13:00. Lunch time, which was usually soup made with vegetables from our own garden.
14:00. Afternoon break, which meant reading, relaxing, or a little Dutch siesta.
14:30. Back to work, until...
17:00. Happy hour! We finished working and relaxed or enjoyed a glass of wine in the kitchen while cooking supper.
18:00. Dinner time. The Dutch eat fairly early (by other Europeans' standards), usually around 6 or 7 pm, just like back home.
After dinner, I read and relaxed with the family in front of a fire in the living room. A few days a week, I joined Teresa and Bert in watching an English detective show (think CSI, but of a slightly lower caliber; always set in a quaint English hamlet, always basically the same plot, and always deliciously dramatic) or the most popular TV show in Holland, “Farmer finds a Wife” (think “The Bachelor”... set on a farm, and in Dutch).

With such a regular daily schedule, it was easy to feel comfortable and at home (which I was), and to forget the unique awesomeness of my living situation. I often had to remind myself, “I am in Holland. I am living in Europe,” whenever it started to feel too normal or I took any moment for granted.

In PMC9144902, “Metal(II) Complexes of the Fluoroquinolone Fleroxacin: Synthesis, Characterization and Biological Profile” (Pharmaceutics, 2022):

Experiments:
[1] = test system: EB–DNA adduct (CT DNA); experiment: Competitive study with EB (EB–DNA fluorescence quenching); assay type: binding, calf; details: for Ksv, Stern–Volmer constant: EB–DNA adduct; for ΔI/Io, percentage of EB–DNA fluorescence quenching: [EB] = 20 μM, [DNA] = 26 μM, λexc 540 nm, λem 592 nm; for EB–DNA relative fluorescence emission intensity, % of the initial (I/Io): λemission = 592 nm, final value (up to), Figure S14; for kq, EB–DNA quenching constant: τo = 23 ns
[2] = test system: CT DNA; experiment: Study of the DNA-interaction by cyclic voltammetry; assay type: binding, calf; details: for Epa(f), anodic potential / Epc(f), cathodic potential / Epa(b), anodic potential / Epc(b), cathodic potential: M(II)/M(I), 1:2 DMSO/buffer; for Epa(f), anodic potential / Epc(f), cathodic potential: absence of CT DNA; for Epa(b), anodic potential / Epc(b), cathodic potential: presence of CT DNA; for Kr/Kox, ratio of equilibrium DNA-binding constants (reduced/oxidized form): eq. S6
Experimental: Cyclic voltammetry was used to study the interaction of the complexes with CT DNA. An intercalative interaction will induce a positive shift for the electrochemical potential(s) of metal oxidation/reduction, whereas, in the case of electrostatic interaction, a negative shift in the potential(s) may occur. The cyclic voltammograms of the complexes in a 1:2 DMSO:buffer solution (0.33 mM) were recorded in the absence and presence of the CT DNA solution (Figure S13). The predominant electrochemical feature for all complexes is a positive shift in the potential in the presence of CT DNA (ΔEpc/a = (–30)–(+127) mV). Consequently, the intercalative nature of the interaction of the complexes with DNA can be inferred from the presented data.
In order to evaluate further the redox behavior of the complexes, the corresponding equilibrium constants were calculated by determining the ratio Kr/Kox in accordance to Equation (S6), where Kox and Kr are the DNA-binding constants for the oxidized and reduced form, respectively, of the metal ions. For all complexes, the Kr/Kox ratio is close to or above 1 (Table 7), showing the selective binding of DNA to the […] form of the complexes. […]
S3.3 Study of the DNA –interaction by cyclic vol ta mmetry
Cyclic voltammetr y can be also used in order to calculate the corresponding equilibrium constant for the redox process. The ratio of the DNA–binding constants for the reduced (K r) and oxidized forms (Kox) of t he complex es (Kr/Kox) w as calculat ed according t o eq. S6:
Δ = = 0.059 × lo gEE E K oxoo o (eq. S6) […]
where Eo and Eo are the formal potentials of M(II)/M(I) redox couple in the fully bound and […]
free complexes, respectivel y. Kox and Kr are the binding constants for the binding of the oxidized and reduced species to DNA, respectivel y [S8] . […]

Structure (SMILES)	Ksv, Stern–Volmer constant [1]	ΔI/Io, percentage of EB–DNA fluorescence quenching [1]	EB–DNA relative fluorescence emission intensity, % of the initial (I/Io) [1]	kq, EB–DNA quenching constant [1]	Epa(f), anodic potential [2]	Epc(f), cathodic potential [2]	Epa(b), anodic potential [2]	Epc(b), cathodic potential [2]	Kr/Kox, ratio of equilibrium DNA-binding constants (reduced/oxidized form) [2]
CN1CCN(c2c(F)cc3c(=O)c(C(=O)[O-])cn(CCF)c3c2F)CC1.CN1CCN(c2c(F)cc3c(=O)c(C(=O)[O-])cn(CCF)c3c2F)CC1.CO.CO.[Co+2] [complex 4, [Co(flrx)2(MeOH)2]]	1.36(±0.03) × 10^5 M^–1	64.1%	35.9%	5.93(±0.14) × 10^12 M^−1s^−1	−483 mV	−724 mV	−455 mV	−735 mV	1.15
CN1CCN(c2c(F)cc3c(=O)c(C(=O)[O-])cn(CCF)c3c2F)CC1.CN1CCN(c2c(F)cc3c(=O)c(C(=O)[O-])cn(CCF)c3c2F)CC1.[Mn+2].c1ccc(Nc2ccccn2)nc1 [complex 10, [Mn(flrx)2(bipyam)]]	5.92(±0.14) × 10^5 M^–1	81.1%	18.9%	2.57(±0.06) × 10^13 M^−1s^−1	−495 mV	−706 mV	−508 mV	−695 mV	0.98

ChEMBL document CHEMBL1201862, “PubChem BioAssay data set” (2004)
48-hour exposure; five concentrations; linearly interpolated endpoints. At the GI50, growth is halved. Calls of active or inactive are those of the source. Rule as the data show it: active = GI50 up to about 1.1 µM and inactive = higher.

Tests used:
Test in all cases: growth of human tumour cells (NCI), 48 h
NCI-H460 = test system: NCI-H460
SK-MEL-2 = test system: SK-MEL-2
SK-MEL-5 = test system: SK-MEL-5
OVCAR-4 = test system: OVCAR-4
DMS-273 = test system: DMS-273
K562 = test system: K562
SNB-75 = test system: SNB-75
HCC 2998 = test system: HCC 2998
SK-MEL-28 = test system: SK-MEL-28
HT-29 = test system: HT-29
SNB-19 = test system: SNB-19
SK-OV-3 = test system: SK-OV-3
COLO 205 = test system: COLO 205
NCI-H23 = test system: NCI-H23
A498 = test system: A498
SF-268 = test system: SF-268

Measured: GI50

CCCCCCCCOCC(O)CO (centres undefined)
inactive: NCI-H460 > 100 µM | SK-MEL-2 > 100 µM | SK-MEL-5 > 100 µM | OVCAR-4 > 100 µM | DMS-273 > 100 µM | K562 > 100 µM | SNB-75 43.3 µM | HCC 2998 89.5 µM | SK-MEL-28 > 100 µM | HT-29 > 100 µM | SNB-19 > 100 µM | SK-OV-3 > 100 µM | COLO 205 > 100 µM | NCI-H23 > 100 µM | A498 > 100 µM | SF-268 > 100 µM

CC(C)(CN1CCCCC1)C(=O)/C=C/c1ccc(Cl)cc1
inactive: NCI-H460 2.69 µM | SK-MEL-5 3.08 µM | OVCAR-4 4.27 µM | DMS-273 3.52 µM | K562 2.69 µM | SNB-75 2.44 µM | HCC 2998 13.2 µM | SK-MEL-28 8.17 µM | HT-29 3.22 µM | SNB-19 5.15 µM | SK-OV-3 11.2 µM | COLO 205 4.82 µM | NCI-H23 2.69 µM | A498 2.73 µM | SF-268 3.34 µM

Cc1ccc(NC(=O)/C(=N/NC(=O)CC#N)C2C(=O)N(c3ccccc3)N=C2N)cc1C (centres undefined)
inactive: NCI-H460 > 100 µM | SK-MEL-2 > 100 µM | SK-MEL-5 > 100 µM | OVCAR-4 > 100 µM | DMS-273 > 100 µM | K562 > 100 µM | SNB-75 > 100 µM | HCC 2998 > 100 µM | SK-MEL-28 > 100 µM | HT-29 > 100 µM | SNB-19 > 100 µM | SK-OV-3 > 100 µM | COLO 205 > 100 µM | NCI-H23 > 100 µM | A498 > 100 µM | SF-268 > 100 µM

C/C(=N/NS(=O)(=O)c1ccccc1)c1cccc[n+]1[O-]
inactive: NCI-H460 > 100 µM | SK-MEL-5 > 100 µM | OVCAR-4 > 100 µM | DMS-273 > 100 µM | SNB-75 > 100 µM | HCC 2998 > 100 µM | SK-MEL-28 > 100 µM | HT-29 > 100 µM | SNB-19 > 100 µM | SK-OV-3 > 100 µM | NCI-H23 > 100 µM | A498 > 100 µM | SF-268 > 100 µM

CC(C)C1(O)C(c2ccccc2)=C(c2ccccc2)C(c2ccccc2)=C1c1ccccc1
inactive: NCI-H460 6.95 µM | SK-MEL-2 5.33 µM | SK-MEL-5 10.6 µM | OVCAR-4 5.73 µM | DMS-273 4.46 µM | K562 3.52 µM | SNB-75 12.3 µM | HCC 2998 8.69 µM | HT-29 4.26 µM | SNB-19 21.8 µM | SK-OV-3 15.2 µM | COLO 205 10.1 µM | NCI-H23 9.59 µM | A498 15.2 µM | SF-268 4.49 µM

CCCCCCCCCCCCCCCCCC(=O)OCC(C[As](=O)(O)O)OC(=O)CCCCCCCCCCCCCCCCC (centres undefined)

On the weekends I went into the nearby cities of Eindhoven (which lacked the lovely Dutch architecture and atmosphere that I love, because it was completely destroyed by bombing in World War Two), and S'Hertogen Bosch (also called Den Bosch). Den Bosch is a very old walled city and because it is farther north (nearer the sea, where there is generally more water in the country) it has canals and the same wonderfully Dutch feel of Amsterdam. I biked to the nearby tiny towns of Heusden and Asten, visiting a castle that is only a few minutes from the farm, and following gorgeous scenic bike trails. (In addition to the friendly people and the delicious food, another reason why Holland is the best country in the world: everyone bikes.)

The worst aspect of the whole experience was that it had to end eventually. On my last night at Sengersbroek Teresa made a special meal of cheese fondue, and she even gave me an incredibly thoughtful gift, a book that we had discussed on one of my first days there. The next morning we had panakoeken, delicious Dutch pancakes, and I said my goodbyes to the Sengersbroek family. I was excited, of course, to go to Germany and meet up with my boyfriend Christopher and continue on with my travels and adventures. But it was so hard to leave, knowing I would likely never again see Sengersbroek, which had become my home, and the people that had come to feel like family.

My three weeks in Holland were among the happiest, most full, and most perfect of my life. It was the absolute best first WWOOF experience possible. It was simply the best experience possible. Though I had no reason to know what to expect, I has such great expectations. And somehow it was exactly what I expected, and exactly what I wanted, and different only in that it was better than I could have ever hoped for.